Democrats believe they've hit on the perfect issue to distract from the horror of Obamacare in the 2014 elections: the minimum wage.
Apparently, increasing the minimum wage was not important for American workers during the first five years of Obama's presidency -- least of all his first two years, when Democrats controlled Congress and could have passed anything. (And did!)
I don't have to explain to anyone how television is much more risque, with some programs being downright lewd, than it was decades ago. But I want to tell you about something that can change the course of values in television and movies.
Once upon a time, about as edgy as it got was Barbara Eden's "I Dream of Jeannie" character, who showed her trim tummy, and Elvis swinging his pelvis on "The Ed Sullivan Show" — though the broadcast screen only captured the upper half of his body as he did.
Liberals are winning wild praise for their candor in admitting problems with Obamacare. It shows you the level of honesty people have come to expect of our liberal friends. Now, liberals are applauded for not lying through their teeth about something.
What are they supposed to say? This Obamacare website is fantastic! And really, haven't you already read all the magazines in your current doctor's office anyway?
Kathleen Willey is back. For people who have forgotten, she is the former volunteer aide to President Bill Clinton who claims he sexually harassed her 20 years ago. She wrote a book about it called "Target: Caught in the Crosshairs of Bill and Hillary Clinton."
What, you say you didn't read it? Neither, it seems, did most of America, which long ago yawned at Bill Clinton's exploits and Hillary's apparent enabling of his extramarital liaisons.
Evil acts are given an aura of moral legitimacy by noble-sounding socialistic expressions, such as spreading the wealth, income redistribution, caring for the less fortunate, and the will of the majority. Let's have a thought experiment to consider just how much Americans sanction evil.
Imagine there are several elderly widows in your neighborhood. They have neither the strength to mow their lawns, clean their windows and perform other household tasks nor the financial means to hire someone to help them. Here's a question that I'm almost afraid to ask: Would you support a government mandate that forces you or one of your neighbors to mow these elderly widows' lawns, clean their windows and perform other household tasks? Moreover, if the person so ordered failed to obey the government mandate, would you approve of some sort of sanction, such as fines, property confiscation or imprisonment? I'm hoping, and I believe, that most of my fellow Americans would condemn such a mandate. They'd agree that it would be a form of slavery — namely, the forcible use of one person to serve the purposes of another.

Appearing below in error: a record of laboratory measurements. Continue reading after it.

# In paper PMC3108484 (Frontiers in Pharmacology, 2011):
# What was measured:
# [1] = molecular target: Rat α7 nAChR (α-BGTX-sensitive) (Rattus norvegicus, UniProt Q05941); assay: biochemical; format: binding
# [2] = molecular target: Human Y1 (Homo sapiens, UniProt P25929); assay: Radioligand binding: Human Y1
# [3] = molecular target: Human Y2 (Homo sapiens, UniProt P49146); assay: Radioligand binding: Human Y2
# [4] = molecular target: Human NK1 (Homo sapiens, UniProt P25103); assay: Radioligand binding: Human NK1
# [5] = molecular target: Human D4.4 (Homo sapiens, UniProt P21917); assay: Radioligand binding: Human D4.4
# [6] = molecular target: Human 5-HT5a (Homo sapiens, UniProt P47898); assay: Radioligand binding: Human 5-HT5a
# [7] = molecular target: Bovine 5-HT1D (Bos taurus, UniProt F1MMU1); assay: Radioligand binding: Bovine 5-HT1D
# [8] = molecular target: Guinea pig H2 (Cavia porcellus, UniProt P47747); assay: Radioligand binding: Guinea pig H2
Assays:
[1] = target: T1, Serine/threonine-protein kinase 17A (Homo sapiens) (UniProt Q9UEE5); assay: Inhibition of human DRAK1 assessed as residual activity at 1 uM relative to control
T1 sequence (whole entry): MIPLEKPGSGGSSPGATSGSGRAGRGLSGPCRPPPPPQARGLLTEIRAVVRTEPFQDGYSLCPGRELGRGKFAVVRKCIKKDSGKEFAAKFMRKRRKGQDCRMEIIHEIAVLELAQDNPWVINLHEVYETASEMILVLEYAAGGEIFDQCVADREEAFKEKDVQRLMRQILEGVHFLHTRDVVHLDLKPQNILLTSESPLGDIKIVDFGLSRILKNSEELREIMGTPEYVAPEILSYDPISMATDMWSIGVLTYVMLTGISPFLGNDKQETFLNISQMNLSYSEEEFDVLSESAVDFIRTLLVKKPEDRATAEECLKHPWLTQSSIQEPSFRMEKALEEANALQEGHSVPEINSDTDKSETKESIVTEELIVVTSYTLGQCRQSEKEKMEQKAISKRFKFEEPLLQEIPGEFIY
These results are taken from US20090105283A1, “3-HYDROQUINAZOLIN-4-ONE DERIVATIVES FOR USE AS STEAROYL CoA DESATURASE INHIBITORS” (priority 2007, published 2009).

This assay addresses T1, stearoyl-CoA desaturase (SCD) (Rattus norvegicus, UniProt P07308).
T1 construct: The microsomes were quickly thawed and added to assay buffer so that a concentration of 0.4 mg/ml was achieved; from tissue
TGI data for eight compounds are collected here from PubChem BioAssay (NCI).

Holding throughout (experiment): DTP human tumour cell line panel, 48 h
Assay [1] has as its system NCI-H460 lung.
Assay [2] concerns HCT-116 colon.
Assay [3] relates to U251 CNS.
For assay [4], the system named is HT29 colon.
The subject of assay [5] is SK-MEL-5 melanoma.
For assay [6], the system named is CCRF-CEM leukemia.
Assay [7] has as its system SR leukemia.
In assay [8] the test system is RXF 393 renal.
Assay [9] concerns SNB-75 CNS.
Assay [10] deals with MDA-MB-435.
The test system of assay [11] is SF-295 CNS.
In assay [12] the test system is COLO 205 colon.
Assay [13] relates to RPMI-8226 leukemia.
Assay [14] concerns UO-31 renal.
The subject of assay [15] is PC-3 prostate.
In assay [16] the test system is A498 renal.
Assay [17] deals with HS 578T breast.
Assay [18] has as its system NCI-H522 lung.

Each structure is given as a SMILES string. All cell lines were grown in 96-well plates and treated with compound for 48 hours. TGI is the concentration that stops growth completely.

Question: If Obamacare officials cannot prevent accused embezzlers from infiltrating their offices, how can they protect enrollees from grifters, con artists and thieves in the federal health insurance exchange system?
Here in my home state, a director of Connect for Health Colorado — the state-sponsored Obamacare health insurance exchange — was just put on administrative leave. No, Christa Ann McClure did not go on leave over the chronic problems plaguing the cursed Connect for Health website. She's on leave because she has been indicted for filching funds from her last employer in Montana.
There are those who are champions on courses of competition. Then there are those who are victors in their caliber of character, too. In our often wayward world, the latter ought to be given not just a gold medal but a golden crown.
Being dead last is never fun. I would imagine that it is particularly painful if you've trained like a world champion, traveled halfway around the world and are competing at the Winter Olympics.
With less than a year left in her fourth and final term in Congress, it's a little early for an exit interview, but not too early to get the views of Rep. Michele Bachmann (R-MN) on issues dear to a "founding mother" of the Tea Party movement and on how to beat Hillary Clinton in 2016, if the Democrat decides to run.
Bachmann remains confident and resolute despite many political setbacks. We met in her office while much of Congress was fleeing the Capitol Building ahead of a major storm that eventually dumped a foot of snow on Washington. The snow was a big deal to residents of the nation's capital, but little more than flurries to a Minnesotan like Bachmann.
The big story about the federal budget this week was the Republican Party's struggle to deal with raising the debt ceiling. Last year's big budget story was President Barack Obama and the Democrats coming to grips with the so-called sequester, a policy gimmick that modestly slowed the growth of federal spending.
Neither of these storylines came anywhere close to dealing with reality. The two teams of Washington insiders get hung up on these side issues because they're better at symbolism than substance.